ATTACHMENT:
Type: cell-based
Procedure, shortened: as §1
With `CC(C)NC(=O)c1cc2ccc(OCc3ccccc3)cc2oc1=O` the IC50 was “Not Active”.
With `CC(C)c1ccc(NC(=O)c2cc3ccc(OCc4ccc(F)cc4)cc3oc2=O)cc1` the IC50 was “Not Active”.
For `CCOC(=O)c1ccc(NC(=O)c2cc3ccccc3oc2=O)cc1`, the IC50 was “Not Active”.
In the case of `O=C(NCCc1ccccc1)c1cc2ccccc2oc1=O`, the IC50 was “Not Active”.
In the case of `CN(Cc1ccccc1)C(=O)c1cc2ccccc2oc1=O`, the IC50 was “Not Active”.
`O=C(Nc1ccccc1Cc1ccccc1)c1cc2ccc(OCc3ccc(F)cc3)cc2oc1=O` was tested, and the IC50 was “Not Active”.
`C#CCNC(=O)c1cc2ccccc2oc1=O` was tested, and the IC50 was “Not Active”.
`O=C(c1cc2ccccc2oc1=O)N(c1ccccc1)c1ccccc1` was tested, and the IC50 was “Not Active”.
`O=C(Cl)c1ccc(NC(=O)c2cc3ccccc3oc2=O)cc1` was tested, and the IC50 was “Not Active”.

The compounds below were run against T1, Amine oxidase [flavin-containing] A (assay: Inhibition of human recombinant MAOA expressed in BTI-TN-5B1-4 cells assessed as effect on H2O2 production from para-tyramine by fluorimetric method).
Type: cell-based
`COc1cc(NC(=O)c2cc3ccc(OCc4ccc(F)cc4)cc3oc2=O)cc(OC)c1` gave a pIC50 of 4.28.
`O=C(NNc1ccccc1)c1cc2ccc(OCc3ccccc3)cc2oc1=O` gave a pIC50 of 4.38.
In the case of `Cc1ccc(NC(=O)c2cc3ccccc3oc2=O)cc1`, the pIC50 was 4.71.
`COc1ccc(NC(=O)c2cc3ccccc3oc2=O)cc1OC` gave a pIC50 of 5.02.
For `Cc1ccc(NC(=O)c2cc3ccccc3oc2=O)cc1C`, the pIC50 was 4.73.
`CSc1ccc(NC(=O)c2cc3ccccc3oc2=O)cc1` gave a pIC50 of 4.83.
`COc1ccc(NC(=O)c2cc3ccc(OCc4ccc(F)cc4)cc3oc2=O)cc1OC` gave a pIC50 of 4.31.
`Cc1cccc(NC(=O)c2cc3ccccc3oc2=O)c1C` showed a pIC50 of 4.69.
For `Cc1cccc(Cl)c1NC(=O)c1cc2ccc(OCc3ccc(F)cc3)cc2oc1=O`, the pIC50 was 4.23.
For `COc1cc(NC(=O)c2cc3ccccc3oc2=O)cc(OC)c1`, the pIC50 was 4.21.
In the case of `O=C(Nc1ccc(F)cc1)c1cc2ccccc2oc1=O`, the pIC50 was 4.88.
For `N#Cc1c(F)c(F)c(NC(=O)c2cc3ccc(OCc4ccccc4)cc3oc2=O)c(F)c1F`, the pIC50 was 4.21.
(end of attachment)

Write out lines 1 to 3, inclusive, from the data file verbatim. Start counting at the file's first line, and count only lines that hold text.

Type: cell-based
Procedure, shortened: as §1
With `CC(C)NC(=O)c1cc2ccc(OCc3ccccc3)cc2oc1=O` the IC50 was “Not Active”.